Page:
Troubled Kenya Airways (KQ) and South African Airways (SAA) have partnered to help shore up their battered revenues.
They signed a memorandum of co-operation on Tuesday aimed at forming a pan-African airline.
Kenya Airways CEO Allan Kilavuka said in a statement Tuesday that the mutual co-operation between the two struggling carriers would help in turning around their fortunes.
“The future of aviation and its long-term sustenance is hinged on co-operation. KQ and SAA collaboration will enhance customer benefits by availing a larger combined passenger and Cargo network, fostering the exchange of expertise, innovation, best practice, and adopting home-grown organic solutions to technical and operational challenges,’’ said Mr Kilavuka.
He said the loss making national carrier, which is a subject of state takeover, remains committed to its financial turnaround strategy with pursuit of partnerships being one of its core strategic pillars.
SAA’s interim Chief Executive Thomas Kgokolo said the cooperation between the two airlines, which includes demand recovery and other cost containment strategies, will aid recovery of both carriers in an increasingly competitive African airline environment.
“It will also enhance related Kenya and South Africa tourism circuits, which sectors account for significant portions of respective country growth domestic product, benefiting from at least two attractive hubs in Johannesburg, Nairobi and possibly Cape Town,” he said.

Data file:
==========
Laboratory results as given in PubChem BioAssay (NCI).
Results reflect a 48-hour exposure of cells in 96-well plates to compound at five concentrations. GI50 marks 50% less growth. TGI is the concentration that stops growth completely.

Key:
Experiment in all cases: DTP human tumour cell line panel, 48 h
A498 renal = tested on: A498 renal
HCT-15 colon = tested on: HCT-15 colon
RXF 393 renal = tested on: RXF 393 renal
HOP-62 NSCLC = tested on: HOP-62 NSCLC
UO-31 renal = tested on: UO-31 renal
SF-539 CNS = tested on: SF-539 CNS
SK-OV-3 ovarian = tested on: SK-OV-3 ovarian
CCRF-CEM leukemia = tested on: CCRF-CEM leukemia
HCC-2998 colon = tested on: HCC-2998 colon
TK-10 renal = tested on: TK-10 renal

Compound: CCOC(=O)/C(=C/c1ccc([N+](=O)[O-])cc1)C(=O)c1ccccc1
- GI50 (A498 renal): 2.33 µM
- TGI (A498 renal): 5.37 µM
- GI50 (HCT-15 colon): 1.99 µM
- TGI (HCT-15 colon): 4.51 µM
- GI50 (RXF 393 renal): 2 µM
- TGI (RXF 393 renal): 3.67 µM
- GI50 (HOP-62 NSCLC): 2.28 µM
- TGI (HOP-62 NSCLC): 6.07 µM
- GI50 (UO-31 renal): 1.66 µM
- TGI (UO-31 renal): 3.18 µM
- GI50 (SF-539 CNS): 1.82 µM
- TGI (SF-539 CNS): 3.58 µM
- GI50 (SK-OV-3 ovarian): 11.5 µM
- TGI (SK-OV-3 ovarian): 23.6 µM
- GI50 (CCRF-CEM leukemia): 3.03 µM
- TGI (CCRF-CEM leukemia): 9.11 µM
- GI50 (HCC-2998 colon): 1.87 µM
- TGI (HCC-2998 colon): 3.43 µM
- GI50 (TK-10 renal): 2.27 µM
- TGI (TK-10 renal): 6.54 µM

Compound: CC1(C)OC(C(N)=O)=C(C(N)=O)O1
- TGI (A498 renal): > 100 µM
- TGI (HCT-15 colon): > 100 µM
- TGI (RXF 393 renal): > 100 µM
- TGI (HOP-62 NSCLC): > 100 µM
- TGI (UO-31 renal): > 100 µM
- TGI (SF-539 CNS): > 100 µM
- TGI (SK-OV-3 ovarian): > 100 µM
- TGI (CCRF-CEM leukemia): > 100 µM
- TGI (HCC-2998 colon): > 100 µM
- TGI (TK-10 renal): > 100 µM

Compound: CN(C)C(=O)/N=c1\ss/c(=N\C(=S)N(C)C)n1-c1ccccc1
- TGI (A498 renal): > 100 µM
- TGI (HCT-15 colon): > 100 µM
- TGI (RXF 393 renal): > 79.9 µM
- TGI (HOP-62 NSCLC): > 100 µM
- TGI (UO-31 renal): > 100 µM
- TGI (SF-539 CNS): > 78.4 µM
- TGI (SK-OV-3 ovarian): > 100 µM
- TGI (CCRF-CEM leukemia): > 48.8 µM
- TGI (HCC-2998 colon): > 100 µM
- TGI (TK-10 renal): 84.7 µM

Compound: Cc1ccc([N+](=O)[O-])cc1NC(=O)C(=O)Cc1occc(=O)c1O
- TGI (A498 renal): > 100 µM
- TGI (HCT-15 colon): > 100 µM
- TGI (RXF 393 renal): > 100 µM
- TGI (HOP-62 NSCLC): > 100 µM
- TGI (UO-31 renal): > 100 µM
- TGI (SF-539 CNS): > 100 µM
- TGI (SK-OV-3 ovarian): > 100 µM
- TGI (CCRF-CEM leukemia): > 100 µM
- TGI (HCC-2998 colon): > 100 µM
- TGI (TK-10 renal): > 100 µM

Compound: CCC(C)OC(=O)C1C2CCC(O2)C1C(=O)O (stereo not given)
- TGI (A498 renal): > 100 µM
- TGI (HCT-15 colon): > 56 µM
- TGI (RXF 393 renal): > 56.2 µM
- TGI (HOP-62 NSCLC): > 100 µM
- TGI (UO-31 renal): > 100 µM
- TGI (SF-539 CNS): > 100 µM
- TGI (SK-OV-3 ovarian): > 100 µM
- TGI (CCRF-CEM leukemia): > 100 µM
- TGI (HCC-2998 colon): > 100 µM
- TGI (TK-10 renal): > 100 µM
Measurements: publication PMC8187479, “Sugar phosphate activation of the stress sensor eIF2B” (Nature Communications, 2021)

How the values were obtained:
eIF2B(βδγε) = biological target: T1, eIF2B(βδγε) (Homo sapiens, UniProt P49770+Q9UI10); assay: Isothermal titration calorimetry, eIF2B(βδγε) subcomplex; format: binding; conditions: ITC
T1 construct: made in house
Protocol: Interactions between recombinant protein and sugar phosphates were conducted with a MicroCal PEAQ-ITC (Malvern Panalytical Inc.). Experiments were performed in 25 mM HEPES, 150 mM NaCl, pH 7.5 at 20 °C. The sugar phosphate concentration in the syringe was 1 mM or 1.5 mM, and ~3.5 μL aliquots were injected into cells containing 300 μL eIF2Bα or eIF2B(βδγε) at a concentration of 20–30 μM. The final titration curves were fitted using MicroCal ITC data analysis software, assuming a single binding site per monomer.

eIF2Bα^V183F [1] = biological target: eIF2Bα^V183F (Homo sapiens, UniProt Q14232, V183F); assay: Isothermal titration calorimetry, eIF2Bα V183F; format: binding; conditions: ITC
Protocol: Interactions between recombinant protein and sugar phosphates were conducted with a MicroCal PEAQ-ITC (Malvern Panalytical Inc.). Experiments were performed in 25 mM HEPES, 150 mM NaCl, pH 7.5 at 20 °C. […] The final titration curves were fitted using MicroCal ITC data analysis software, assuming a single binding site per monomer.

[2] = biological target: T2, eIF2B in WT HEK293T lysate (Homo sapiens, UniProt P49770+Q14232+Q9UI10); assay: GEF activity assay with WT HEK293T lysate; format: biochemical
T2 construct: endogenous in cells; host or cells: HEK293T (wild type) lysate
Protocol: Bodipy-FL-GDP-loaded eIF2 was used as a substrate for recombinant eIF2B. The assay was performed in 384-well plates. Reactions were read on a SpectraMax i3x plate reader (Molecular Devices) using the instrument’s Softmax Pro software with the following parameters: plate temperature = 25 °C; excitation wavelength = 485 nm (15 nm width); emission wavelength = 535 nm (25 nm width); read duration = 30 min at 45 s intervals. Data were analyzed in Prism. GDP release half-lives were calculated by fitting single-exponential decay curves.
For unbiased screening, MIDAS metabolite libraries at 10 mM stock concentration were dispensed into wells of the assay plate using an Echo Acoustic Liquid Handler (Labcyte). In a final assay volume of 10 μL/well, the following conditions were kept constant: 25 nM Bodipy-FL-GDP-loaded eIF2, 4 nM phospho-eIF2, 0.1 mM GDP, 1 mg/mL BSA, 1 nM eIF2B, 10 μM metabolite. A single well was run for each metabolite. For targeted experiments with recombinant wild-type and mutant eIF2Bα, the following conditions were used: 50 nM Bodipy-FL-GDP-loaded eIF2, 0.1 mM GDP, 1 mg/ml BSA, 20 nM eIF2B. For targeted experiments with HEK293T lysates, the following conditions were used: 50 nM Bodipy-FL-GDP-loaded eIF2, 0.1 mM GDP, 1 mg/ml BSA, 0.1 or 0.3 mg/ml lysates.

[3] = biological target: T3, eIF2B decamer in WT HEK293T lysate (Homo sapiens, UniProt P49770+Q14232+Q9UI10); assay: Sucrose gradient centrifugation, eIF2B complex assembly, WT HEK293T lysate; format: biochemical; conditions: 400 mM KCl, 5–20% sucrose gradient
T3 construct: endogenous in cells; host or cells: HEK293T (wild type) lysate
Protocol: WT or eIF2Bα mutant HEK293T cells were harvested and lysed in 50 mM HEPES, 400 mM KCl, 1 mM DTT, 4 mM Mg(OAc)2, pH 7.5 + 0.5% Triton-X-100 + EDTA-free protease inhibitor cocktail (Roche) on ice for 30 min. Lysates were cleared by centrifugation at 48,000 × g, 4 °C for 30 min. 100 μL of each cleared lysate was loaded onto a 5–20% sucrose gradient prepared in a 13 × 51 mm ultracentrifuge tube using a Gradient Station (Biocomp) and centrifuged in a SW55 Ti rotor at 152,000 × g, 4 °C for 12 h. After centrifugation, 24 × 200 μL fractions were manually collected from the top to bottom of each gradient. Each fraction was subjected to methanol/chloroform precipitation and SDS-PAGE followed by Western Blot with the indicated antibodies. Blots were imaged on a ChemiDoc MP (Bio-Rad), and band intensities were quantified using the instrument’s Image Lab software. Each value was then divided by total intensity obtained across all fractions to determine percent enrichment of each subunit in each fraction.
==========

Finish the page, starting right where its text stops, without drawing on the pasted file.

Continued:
“KQ and SAA, as iconic airline brands of Africa’s biggest and vibrant economies, in East Africa and Southern Africa, respectively, are at the precipice of what could be Africa’s formidable Pan African airline.’’
KQ, which has forecast a grim full-year performance due to the effects of the Covid-19 pandemic, made a net loss of Ksh11.48 billion ($104.36 million) in the six months period to June 30, 2021, down from a net loss of 14.32 billion ($130.18 million) in the same period last year.
The persistent underperformance of the airline has led to huge losses and loss of market share to rival firms.
As a result, the government has opted to nationalise the carrier by buying out the minority shareholders with hopes of turning around its dwindling fortunes.
On the other hand, South Africa’s embattled national carrier emerged from bankruptcy last week, flying its first plane in the last 18 months. It has not been operating flights since March 2020.
The passenger plane flew from Johannesburg to Cape Town on September 23.
According to Aljazeera, SAA, once Africa’s second largest airline after Ethiopian Airlines, had survived for decades on government bailouts and was shedding routes even before the Covid-19 pandemic struck.
The government agreed in June to sell a 51 percent stake to a group of investors called the Takatso Consortium, opening the way to a potential injection of $200 million.
Even after a state bailout of more than $500 million and a restructuring of its debt, the airline only emerged from bankruptcy after slashing hundreds of jobs.